I started reading an [article in the New Yorker](http://www.newyorker.com/reporting/2009/11/02/091102fa_fact_groopman?currentPage=all) about medical robots just before I went to bed last night and by the time I has finished it was way later than my usual time to turn off the light. I don’t normally remember my dreams in the morning, but I awoke to visions of robots like Wall-E, the central character in that wonderful movie about what happens when the Earth can’t support human life any more. The story told by Jerome Groopman, weaver of many wonderful tales about medicine, focuses on the current development of medical robots, but not the kind that surgeons use to improve the efficacy of their procedures, but a new kind, designed to take care of people with affective dysfunctions, like autism or moderate Alzheimer’s disease.
The technology is extraordinary, even at this early stage of development. The robots are designed to mimic typical relational human responses, like dropping the head or moving closer or farther away. Depending on the signals received from the human subject, the robot changes its behavior. “‘We actually had the robot slightly shift its personality, gradually, while interacting with the user,’ Matarić [the developer] said.’ The theory behind their development is that patients with these kinds of affective dysfunction often relate badly to other human beings, and work better with the robots.
The first part of the article focused on the mechanics and the technology, per se. Very impressive. The robots described in the story were being used to guide patients in exercises to help them improve motor skills, including speech.
> Three years ago, CosmoBot, a robot produced by AnthroTronix, a Maryland-based startup, was introduced at the Neurodevelopmental Diagnostic Center for Young Children, in Crofton, Maryland, serving children with autism and with genetic disorders that affect the nervous system. CosmoBot is a Wizard of Oz robot that is externally controlled by a therapist; it has an elliptical head and the ability to swivel, in order to change its gaze. “The robot performs a motor action in a highly predictable way, repeating exactly the same sequence over and over,” Carole Samango-Sprouse, the director of the center, explained. The robot is captivating and toylike, she said, and less stressful than human demonstration, in which minor variations can seem extreme and disturbing for a child with learning or behavioral difficulties.
My standard critique about technology and its potentially stultifying effects on humans did not seem to apply to these devices, until I got toward the end and read what Sherry Turkle had to say. Turkle, well-known for her criticism of computers and other devices for suppressing human qualities, is very concerned about the possibility of negative consequences.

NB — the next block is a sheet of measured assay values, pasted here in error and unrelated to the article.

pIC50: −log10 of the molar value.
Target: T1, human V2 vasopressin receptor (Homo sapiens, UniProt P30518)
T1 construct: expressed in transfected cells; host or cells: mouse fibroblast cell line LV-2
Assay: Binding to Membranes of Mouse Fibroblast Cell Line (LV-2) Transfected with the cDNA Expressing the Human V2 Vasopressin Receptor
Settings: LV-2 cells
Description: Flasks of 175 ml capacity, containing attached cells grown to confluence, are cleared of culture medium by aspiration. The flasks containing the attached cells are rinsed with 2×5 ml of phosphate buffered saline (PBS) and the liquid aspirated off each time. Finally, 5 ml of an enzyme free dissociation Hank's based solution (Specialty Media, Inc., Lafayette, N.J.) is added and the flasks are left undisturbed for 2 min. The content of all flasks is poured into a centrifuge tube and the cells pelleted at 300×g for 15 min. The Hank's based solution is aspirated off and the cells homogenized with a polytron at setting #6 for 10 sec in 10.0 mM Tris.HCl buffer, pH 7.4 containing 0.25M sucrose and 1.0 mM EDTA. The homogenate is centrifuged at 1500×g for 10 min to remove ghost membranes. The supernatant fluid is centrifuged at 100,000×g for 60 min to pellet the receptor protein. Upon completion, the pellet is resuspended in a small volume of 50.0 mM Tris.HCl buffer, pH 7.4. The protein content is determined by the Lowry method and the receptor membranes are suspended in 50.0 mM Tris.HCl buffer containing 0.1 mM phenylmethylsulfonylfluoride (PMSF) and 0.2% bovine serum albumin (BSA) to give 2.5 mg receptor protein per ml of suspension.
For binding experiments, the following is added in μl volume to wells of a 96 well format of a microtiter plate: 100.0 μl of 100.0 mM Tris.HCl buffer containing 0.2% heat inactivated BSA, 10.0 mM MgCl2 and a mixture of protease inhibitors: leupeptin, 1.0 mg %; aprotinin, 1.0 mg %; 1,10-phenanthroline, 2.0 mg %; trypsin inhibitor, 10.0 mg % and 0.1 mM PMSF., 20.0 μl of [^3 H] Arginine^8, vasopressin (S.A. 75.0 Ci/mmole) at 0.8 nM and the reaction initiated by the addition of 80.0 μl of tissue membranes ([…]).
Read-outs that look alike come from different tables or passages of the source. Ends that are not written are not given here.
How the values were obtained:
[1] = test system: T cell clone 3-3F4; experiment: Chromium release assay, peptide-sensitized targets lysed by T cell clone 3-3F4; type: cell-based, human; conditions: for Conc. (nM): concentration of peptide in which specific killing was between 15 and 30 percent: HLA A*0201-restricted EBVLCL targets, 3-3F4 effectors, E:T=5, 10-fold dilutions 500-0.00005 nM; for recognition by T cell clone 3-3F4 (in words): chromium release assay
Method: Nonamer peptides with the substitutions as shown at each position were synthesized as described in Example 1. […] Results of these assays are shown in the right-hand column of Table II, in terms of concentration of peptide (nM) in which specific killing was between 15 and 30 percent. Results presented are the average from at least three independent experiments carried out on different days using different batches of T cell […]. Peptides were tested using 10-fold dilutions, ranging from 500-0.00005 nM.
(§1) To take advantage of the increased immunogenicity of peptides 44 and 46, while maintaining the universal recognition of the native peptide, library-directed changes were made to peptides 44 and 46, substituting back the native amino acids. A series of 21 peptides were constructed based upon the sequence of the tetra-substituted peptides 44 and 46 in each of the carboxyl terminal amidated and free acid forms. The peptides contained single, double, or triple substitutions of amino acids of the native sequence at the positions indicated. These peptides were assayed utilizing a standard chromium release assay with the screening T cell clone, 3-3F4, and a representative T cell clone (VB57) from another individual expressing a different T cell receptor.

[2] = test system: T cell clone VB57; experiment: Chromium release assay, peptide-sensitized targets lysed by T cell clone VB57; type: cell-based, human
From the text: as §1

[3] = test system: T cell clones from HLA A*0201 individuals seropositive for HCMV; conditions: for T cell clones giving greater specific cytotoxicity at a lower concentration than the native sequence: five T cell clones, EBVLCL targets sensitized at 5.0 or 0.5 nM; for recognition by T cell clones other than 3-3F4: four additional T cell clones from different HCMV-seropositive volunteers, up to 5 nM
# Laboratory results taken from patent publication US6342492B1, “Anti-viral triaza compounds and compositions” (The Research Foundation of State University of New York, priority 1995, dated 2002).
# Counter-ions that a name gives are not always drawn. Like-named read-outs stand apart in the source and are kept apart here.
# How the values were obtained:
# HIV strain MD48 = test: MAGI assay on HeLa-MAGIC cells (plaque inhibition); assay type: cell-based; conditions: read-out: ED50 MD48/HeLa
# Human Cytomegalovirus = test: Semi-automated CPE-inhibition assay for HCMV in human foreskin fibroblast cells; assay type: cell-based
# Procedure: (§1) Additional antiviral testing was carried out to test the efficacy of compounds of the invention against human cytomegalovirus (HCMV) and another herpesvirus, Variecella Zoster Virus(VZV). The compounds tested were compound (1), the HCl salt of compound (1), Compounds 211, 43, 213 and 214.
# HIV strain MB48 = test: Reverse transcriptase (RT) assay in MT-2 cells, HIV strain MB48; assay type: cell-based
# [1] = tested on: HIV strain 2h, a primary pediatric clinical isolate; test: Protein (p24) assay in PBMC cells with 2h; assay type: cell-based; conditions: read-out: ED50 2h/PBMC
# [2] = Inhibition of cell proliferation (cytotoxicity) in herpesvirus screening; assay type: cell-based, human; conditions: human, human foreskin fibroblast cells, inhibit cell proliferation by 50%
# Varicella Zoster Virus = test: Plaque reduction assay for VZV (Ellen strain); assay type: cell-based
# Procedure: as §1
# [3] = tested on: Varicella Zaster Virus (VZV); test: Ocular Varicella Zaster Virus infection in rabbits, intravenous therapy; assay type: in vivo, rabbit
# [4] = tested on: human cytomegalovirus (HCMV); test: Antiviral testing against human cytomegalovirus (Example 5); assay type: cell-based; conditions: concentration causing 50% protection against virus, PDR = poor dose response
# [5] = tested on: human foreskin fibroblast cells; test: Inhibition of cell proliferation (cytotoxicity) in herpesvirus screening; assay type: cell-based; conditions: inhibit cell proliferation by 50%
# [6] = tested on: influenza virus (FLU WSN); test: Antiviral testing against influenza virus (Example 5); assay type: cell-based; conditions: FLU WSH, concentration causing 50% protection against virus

> Thirty years ago, Turkle began studying the impact of sophisticated technologies, including virtual-reality computer games and robots, on emotional development in children and social relationships among adults. “I am not a Luddite,” Turkle said. “But there is no upside to being socialized by a robot.” Based on her observation of groups of different ages, Turkle has found that “children and the elderly start to relate to the object as a person. They begin to love it, and nurture it, and feel they have to attend to the robot’s inner state.” With this attachment and projection of their emotions, Turkle says, people begin to seek reciprocity, wanting the robot to care for them. “We were wired through evolution to feel that when something looks us in the eye, then someone is at home in it.” . . . Robots, Turkle argues, risk distorting the meaning of relationships, the bonds of love, and the types of emotional accommodation required to form authentic human attachments.
Sustainability rests on recovering the fundamental human sense of care. Caring is at the heart of what it is to be human. Affective dysfunction, no matter what the detailed medical description says, is a failure to appreciate the foundational place of care. Such cases usually evoke a feeling of sadness, which I would attribute to the recognition of the absence of the ability to care. Machines can be designed to mimic just about every visible facet of human behavior, but not what happens inside where caring springs from. Alan Turing developed a test to determine whether computers could think or not. None have yet passed. Eventually when someone invents a similar test to discover whether robots can care or not, I am quite confident that the robots will also flunk.

One Reply to “Caring Robots–This Really Is an Oxymoron”

  1. I enjoyed your article about robots; as someone in my 60’s, I also remember a world without computers. It seems to me that sustainability is about awareness, on every level, of reciprocal relationships that exist within an ever widening community of being, whether that is a small family,a neighborhood, an ecological environment, or a way of imagining our planet, our Gaia. I find that I often have concerns for the kind of “virtual” world that sometimes seems to be within the possibility of evolving.

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